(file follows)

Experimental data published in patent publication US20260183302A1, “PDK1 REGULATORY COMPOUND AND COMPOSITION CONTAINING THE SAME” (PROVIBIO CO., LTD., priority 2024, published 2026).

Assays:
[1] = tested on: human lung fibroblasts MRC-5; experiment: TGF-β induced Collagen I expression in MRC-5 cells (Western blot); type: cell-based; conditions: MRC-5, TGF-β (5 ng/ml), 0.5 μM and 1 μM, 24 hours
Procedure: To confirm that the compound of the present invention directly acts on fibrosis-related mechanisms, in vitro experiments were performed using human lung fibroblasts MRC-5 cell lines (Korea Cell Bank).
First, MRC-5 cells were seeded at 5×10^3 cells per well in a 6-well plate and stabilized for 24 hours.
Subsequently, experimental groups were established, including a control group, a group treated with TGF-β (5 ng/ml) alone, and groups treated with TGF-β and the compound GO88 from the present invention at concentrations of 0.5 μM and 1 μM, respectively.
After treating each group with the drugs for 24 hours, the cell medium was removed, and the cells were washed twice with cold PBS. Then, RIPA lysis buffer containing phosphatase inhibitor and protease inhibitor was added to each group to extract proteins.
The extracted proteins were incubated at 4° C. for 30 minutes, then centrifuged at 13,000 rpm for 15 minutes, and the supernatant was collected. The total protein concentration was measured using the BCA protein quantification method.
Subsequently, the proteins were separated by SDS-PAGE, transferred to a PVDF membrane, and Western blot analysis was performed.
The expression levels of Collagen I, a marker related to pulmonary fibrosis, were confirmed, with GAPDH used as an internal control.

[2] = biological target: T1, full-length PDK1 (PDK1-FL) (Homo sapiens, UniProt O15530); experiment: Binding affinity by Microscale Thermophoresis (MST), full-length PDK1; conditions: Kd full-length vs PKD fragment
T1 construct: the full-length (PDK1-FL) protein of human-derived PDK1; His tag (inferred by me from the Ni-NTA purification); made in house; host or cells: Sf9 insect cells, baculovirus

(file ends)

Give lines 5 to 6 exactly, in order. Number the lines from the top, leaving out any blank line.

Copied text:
First, MRC-5 cells were seeded at 5×10^3 cells per well in a 6-well plate and stabilized for 24 hours.
Subsequently, experimental groups were established, including a control group, a group treated with TGF-β (5 ng/ml) alone, and groups treated with TGF-β and the compound GO88 from the present invention at concentrations of 0.5 μM and 1 μM, respectively.